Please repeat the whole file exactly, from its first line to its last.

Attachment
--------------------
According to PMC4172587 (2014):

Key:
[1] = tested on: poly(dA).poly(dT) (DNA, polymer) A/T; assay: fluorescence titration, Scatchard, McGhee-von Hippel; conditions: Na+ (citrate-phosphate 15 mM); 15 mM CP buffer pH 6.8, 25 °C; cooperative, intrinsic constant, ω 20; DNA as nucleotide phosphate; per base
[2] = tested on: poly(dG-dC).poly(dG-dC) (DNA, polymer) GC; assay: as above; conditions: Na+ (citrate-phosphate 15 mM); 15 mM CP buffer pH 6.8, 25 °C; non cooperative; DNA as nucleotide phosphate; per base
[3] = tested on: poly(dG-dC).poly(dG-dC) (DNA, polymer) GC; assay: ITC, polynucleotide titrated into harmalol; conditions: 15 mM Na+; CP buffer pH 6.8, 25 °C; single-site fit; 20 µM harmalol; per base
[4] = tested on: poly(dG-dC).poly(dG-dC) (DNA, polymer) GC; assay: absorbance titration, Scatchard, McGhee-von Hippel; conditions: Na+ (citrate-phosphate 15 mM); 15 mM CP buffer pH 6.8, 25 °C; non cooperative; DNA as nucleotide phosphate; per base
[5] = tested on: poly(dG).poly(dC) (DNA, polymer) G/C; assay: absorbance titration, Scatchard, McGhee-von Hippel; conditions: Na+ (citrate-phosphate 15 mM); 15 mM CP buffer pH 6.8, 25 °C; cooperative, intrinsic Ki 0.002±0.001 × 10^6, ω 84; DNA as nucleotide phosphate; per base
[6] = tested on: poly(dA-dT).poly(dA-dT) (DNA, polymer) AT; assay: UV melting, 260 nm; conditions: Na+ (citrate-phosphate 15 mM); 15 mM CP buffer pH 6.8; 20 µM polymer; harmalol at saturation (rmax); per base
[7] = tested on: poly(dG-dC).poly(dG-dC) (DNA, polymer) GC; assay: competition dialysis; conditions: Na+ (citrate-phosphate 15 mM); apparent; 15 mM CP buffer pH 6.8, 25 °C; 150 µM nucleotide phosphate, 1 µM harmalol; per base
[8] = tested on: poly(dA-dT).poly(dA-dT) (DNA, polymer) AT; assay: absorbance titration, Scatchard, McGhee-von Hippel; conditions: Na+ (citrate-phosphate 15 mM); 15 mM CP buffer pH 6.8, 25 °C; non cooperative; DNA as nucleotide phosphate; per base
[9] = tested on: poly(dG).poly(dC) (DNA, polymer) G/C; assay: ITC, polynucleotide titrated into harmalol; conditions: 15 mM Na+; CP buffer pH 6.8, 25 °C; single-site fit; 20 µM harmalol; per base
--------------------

According to PMC4172587 (2014):

Key:
[1] = tested on: poly(dA).poly(dT) (DNA, polymer) A/T; assay: fluorescence titration, Scatchard, McGhee-von Hippel; conditions: Na+ (citrate-phosphate 15 mM); 15 mM CP buffer pH 6.8, 25 °C; cooperative, intrinsic constant, ω 20; DNA as nucleotide phosphate; per base
[2] = tested on: poly(dG-dC).poly(dG-dC) (DNA, polymer) GC; assay: as above; conditions: Na+ (citrate-phosphate 15 mM); 15 mM CP buffer pH 6.8, 25 °C; non cooperative; DNA as nucleotide phosphate; per base
[3] = tested on: poly(dG-dC).poly(dG-dC) (DNA, polymer) GC; assay: ITC, polynucleotide titrated into harmalol; conditions: 15 mM Na+; CP buffer pH 6.8, 25 °C; single-site fit; 20 µM harmalol; per base
[4] = tested on: poly(dG-dC).poly(dG-dC) (DNA, polymer) GC; assay: absorbance titration, Scatchard, McGhee-von Hippel; conditions: Na+ (citrate-phosphate 15 mM); 15 mM CP buffer pH 6.8, 25 °C; non cooperative; DNA as nucleotide phosphate; per base
[5] = tested on: poly(dG).poly(dC) (DNA, polymer) G/C; assay: absorbance titration, Scatchard, McGhee-von Hippel; conditions: Na+ (citrate-phosphate 15 mM); 15 mM CP buffer pH 6.8, 25 °C; cooperative, intrinsic Ki 0.002±0.001 × 10^6, ω 84; DNA as nucleotide phosphate; per base
[6] = tested on: poly(dA-dT).poly(dA-dT) (DNA, polymer) AT; assay: UV melting, 260 nm; conditions: Na+ (citrate-phosphate 15 mM); 15 mM CP buffer pH 6.8; 20 µM polymer; harmalol at saturation (rmax); per base
[7] = tested on: poly(dG-dC).poly(dG-dC) (DNA, polymer) GC; assay: competition dialysis; conditions: Na+ (citrate-phosphate 15 mM); apparent; 15 mM CP buffer pH 6.8, 25 °C; 150 µM nucleotide phosphate, 1 µM harmalol; per base
[8] = tested on: poly(dA-dT).poly(dA-dT) (DNA, polymer) AT; assay: absorbance titration, Scatchard, McGhee-von Hippel; conditions: Na+ (citrate-phosphate 15 mM); 15 mM CP buffer pH 6.8, 25 °C; non cooperative; DNA as nucleotide phosphate; per base
[9] = tested on: poly(dG).poly(dC) (DNA, polymer) G/C; assay: ITC, polynucleotide titrated into harmalol; conditions: 15 mM Na+; CP buffer pH 6.8, 25 °C; single-site fit; 20 µM harmalol; per base